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Hospitals, doctors’ offices, and pharmacies are sitting on some very valuable information, your medical information. As health-care providers enter the digital world and computerize their patients’ records in an effort to improve the efficiency and quality of care, they are also building a valuable health research tool. The files in their databases may contain the answers to many medical questions we currently face, but they also contain private information that could potentially be misused. Data Data Everywhere highlights the challenges that lie ahead and proposes a uniquely Canadian framework for striking a balance between the benefits of allowing researchers to access medical information and the privacy concerns of individuals. In addition to contributing toward a sustainable model for secondary use of data in health research, the book contributes significantly to research in this field and serves as an essential comparative reference for similar jurisdictions.
Health expectancies were developed to address the importantquestion of whether or not we are exchanging longer life for poorerhealth – replacing quality by quantity.
Health expectancies extend the concept of life expectancy tomorbidity and disability by providing a means of dividing lifeexpectancy into life spent in various states of good and badhealth. Being independent of the size of populations and of theirage structure, health expectancies thus allow direct comparison ofthe different groups that constitute populations: sexes,socio-professional categories, regions.
This book brings together for the first time, the major works ofREVES* over the past ten years. As well as providing comparisons ofthe health of many of the world’s countries, the book includessections on the concepts behind health expectancies and thedemographic transition, the relevance of health expectancies tohealth policy and the different methods of calculating healthexpectancies.
*REVES is an international organisation of researchers, cliniciansand health planners addressing these issues as well as developingand recommending methods of calculation and furthering the use ofhealth expectancy as a tool for health planning.
* State-of-the-art coverage of this important health indicator
* Heavily cross referenced to give the book structure and coherence
This comprehensive text is an excellent introduction to the field of public health. The book is divided into two parts. Part I defines and describes the public health system, provide concepts and tools for measuring health in populations, characterizes the relationship of the public health system with medical care and other elements of the overall health system, and identifies government’s unique contributions through federal, state, and local public health agencies. Part II focuses on public health careers within the context of the overall public health workforce. Basic information on the size and composition of the public health workforce is followed by chapters that address careers and jobs in public health administration, epidemiology, public health nursing, health education, and other professional and program titles and positions. With its clear, reader-friendly language and helpful learning tools such as chapter exercises and discussion questions, this is the ideal text to prepare your students for a career in public health.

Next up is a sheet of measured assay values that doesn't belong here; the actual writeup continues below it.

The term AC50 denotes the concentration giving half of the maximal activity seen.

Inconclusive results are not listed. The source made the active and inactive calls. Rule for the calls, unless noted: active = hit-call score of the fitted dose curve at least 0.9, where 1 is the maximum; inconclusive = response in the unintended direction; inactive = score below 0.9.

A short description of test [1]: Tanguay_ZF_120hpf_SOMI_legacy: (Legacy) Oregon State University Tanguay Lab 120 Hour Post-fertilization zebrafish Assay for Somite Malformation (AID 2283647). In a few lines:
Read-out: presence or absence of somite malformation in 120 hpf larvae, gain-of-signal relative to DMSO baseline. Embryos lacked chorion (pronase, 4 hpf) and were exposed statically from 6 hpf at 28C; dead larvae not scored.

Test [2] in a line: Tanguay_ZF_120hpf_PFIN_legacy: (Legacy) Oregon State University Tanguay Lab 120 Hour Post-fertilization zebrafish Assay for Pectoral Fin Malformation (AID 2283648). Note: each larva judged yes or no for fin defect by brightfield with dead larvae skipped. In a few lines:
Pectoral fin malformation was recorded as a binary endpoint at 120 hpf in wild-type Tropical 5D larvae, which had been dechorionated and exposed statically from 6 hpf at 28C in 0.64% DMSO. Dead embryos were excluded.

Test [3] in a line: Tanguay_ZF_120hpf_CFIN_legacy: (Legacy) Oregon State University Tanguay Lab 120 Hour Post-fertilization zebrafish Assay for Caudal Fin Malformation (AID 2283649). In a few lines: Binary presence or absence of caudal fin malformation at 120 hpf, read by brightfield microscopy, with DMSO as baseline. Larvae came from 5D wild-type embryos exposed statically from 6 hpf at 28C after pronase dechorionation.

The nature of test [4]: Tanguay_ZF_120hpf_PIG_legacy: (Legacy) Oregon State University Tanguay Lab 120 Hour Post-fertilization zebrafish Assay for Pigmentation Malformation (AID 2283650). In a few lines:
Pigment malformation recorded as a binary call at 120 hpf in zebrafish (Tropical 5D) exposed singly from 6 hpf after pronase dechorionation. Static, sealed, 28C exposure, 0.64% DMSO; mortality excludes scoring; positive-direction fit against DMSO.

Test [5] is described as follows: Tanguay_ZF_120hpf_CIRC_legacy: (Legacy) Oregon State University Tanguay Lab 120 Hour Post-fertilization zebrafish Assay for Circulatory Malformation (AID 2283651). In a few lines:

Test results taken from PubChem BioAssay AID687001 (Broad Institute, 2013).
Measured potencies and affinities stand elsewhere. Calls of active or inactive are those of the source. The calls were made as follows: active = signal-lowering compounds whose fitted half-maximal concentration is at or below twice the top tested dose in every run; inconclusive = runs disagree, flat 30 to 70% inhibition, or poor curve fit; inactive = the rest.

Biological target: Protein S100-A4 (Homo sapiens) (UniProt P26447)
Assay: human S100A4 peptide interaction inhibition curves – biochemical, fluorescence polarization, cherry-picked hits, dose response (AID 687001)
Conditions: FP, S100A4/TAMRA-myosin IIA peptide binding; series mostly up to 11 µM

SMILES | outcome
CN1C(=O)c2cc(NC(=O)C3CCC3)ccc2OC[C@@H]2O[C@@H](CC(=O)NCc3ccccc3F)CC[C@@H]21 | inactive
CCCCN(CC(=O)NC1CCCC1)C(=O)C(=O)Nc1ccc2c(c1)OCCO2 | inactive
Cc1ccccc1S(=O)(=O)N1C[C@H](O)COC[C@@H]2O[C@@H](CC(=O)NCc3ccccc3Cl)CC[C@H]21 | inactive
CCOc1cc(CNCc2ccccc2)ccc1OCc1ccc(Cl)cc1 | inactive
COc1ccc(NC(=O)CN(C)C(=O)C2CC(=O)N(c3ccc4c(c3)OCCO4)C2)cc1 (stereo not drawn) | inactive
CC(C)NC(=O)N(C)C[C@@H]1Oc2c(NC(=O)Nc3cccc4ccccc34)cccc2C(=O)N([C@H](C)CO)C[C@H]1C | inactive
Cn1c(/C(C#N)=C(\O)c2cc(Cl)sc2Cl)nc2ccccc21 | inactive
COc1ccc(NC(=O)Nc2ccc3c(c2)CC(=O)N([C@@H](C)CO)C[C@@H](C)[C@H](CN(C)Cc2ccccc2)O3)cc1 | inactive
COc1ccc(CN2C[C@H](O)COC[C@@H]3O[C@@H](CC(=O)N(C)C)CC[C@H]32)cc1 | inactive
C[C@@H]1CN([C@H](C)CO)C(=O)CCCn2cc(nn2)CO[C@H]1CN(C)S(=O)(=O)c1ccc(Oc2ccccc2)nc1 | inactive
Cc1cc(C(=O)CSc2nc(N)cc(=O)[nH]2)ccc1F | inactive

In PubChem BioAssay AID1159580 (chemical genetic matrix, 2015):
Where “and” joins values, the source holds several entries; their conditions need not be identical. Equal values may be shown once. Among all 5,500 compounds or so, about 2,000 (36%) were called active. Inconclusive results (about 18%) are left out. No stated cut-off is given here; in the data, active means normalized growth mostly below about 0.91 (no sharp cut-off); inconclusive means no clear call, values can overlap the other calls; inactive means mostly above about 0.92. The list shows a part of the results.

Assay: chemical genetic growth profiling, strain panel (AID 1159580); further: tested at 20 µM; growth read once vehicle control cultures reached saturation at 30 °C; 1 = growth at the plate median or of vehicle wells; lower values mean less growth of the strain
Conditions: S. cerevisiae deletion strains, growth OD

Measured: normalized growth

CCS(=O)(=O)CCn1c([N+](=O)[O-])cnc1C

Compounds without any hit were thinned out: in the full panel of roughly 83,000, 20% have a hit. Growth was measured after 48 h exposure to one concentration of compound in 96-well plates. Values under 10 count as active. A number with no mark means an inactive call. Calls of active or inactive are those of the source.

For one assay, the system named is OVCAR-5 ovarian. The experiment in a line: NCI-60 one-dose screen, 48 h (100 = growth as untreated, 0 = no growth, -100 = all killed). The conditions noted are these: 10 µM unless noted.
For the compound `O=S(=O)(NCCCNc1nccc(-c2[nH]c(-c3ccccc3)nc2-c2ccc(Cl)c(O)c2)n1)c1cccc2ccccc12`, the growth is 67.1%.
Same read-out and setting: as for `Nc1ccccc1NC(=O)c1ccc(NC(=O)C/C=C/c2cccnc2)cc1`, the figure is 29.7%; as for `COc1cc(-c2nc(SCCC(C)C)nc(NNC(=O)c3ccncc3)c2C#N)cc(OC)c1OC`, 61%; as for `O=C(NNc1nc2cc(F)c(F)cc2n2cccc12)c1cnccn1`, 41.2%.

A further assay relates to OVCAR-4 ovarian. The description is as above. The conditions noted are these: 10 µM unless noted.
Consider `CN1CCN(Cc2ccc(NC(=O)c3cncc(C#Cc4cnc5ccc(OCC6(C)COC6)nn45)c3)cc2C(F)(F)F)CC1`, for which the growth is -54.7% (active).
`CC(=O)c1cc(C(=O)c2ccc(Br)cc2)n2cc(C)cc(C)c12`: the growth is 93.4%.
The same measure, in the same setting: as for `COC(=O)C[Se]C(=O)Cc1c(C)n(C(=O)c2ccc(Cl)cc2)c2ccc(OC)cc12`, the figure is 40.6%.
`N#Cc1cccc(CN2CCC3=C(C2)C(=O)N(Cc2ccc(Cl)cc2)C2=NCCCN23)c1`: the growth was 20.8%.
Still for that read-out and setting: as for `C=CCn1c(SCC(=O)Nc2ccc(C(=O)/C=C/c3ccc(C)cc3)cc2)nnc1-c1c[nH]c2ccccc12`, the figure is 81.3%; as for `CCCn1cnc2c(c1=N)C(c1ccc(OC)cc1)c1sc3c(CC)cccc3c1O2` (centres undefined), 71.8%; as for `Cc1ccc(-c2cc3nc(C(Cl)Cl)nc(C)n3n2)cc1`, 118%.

The U.S. Department of Health and Human Services (HHS) profoundly affects the lives of all Americans. Its agencies and programs protect against domestic and global health threats, assure the safety of food and drugs, advance the science of preventing and conquering disease, provide safeguards for America’s vulnerable populations, and improve health for everyone. However, the department faces serious and complex obstacles, chief among them rising health care costs and a broadening range of health challenges. Over time, additional responsibilities have been layered onto the department, and other responsibilities removed, often without corresponding shifts in positions, procedures, structures, and resources.
At the request of the U.S. House of Representatives Committee on Oversight and Government Reform, HHS in the 21st Century assesses whether HHS is “ideally organized” to meet the enduring and emerging health challenges facing our nation. The committee identifies many factors that affect the department’s ability to address its range of responsibilities, including divergence in the missions and goals of the department’s agencies, limited flexibility in spending, impending workforce shortages, difficulty in retaining skilled professionals, and challenges in effectively partnering with the private sector.
Turnock (community health sciences, University of Illinois-Chicago) introduces a unifying conceptual model that characterizes public health by its missions, functions, capacity, processes, and outcomes. He outlines the origins and development of public health, examines the infrastructure of the public health system, and discusses public health activities.
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